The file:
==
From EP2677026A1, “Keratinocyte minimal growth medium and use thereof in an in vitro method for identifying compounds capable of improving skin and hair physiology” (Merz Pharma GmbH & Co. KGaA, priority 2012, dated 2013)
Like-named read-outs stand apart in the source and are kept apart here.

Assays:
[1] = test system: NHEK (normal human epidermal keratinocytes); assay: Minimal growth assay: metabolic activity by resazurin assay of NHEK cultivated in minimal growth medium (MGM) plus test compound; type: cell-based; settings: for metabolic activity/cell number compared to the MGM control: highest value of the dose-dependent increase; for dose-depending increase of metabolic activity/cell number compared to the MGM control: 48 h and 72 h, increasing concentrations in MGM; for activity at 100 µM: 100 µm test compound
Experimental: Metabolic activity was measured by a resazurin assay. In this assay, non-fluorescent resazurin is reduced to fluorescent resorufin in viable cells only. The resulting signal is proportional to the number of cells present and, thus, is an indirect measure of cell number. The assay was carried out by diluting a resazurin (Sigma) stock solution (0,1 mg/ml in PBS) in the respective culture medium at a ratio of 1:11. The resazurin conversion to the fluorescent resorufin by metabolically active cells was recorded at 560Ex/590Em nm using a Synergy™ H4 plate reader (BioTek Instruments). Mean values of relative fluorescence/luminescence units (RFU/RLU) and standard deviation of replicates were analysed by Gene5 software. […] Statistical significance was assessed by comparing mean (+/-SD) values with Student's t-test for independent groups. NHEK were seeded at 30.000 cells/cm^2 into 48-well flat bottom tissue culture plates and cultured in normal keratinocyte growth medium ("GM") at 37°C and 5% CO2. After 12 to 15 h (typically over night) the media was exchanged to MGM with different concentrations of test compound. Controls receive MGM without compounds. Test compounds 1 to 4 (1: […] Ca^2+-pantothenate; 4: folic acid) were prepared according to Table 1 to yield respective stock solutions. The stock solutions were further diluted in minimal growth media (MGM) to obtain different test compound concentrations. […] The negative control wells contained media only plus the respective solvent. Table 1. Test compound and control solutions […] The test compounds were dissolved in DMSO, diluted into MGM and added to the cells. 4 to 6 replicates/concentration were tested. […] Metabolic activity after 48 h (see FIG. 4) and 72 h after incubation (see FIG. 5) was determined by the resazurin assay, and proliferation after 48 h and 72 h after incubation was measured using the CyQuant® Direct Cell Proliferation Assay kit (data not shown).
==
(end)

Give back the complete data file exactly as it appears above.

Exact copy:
From EP2677026A1, “Keratinocyte minimal growth medium and use thereof in an in vitro method for identifying compounds capable of improving skin and hair physiology” (Merz Pharma GmbH & Co. KGaA, priority 2012, dated 2013)
Like-named read-outs stand apart in the source and are kept apart here.

Assays:
[1] = test system: NHEK (normal human epidermal keratinocytes); assay: Minimal growth assay: metabolic activity by resazurin assay of NHEK cultivated in minimal growth medium (MGM) plus test compound; type: cell-based; settings: for metabolic activity/cell number compared to the MGM control: highest value of the dose-dependent increase; for dose-depending increase of metabolic activity/cell number compared to the MGM control: 48 h and 72 h, increasing concentrations in MGM; for activity at 100 µM: 100 µm test compound
Experimental: Metabolic activity was measured by a resazurin assay. In this assay, non-fluorescent resazurin is reduced to fluorescent resorufin in viable cells only. The resulting signal is proportional to the number of cells present and, thus, is an indirect measure of cell number. The assay was carried out by diluting a resazurin (Sigma) stock solution (0,1 mg/ml in PBS) in the respective culture medium at a ratio of 1:11. The resazurin conversion to the fluorescent resorufin by metabolically active cells was recorded at 560Ex/590Em nm using a Synergy™ H4 plate reader (BioTek Instruments). Mean values of relative fluorescence/luminescence units (RFU/RLU) and standard deviation of replicates were analysed by Gene5 software. […] Statistical significance was assessed by comparing mean (+/-SD) values with Student's t-test for independent groups. NHEK were seeded at 30.000 cells/cm^2 into 48-well flat bottom tissue culture plates and cultured in normal keratinocyte growth medium ("GM") at 37°C and 5% CO2. After 12 to 15 h (typically over night) the media was exchanged to MGM with different concentrations of test compound. Controls receive MGM without compounds. Test compounds 1 to 4 (1: […] Ca^2+-pantothenate; 4: folic acid) were prepared according to Table 1 to yield respective stock solutions. The stock solutions were further diluted in minimal growth media (MGM) to obtain different test compound concentrations. […] The negative control wells contained media only plus the respective solvent. Table 1. Test compound and control solutions […] The test compounds were dissolved in DMSO, diluted into MGM and added to the cells. 4 to 6 replicates/concentration were tested. […] Metabolic activity after 48 h (see FIG. 4) and 72 h after incubation (see FIG. 5) was determined by the resazurin assay, and proliferation after 48 h and 72 h after incubation was measured using the CyQuant® Direct Cell Proliferation Assay kit (data not shown).